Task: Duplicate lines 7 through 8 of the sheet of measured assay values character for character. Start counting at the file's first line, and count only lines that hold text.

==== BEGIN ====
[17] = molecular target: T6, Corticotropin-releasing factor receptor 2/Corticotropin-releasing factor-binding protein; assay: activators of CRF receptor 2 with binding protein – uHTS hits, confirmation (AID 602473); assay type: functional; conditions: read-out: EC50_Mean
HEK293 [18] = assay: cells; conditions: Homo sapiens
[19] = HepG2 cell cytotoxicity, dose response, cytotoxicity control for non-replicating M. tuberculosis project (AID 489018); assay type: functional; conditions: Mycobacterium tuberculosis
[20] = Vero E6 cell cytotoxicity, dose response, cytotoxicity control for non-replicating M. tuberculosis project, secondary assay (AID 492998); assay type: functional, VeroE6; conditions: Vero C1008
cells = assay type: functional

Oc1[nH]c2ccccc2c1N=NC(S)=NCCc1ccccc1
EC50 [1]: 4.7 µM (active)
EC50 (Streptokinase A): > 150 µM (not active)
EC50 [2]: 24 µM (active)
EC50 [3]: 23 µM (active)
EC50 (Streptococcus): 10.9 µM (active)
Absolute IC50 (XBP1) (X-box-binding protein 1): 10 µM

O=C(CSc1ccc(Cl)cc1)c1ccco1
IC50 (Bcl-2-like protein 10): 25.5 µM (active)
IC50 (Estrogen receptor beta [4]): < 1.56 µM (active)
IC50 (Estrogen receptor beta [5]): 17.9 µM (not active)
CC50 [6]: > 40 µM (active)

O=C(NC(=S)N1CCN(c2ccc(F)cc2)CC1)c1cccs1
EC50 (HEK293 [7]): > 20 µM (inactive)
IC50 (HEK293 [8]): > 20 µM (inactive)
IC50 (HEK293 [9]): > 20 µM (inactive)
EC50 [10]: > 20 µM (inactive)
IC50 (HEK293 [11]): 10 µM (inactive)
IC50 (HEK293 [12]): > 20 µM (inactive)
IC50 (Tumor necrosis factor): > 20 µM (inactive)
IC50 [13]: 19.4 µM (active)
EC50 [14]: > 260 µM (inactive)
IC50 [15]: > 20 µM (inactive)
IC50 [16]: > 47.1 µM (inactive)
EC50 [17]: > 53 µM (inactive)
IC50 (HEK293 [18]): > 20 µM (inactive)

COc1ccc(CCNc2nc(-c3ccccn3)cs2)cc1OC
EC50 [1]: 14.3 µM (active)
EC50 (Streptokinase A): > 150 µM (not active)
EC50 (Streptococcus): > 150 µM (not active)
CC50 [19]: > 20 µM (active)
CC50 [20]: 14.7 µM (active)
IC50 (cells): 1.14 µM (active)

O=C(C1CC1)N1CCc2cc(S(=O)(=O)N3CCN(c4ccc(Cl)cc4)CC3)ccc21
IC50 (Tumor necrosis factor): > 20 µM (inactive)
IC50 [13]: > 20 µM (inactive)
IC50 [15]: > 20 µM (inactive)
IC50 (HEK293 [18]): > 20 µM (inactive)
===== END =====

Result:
EC50 [1]: 4.7 µM (active)
EC50 (Streptokinase A): > 150 µM (not active)